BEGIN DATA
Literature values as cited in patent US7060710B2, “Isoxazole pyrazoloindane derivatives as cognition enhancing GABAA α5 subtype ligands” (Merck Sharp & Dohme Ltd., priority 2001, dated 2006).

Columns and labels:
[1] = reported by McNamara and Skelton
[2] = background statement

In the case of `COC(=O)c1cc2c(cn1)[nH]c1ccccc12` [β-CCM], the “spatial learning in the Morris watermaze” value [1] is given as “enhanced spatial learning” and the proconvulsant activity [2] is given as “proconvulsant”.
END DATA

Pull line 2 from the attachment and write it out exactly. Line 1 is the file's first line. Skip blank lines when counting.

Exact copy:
Columns and labels: